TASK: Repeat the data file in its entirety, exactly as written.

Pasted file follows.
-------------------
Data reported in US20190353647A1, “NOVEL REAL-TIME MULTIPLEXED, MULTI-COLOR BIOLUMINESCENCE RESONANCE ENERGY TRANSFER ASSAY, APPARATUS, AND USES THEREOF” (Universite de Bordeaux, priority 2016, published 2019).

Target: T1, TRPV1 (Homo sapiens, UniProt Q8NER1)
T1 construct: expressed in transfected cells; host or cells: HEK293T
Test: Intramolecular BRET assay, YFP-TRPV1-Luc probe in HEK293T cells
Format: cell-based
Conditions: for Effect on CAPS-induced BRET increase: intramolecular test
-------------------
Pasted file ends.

Data reported in US20190353647A1, “NOVEL REAL-TIME MULTIPLEXED, MULTI-COLOR BIOLUMINESCENCE RESONANCE ENERGY TRANSFER ASSAY, APPARATUS, AND USES THEREOF” (Universite de Bordeaux, priority 2016, published 2019).

Target: T1, TRPV1 (Homo sapiens, UniProt Q8NER1)
T1 construct: expressed in transfected cells; host or cells: HEK293T
Test: Intramolecular BRET assay, YFP-TRPV1-Luc probe in HEK293T cells
Format: cell-based
Conditions: for Effect on CAPS-induced BRET increase: intramolecular test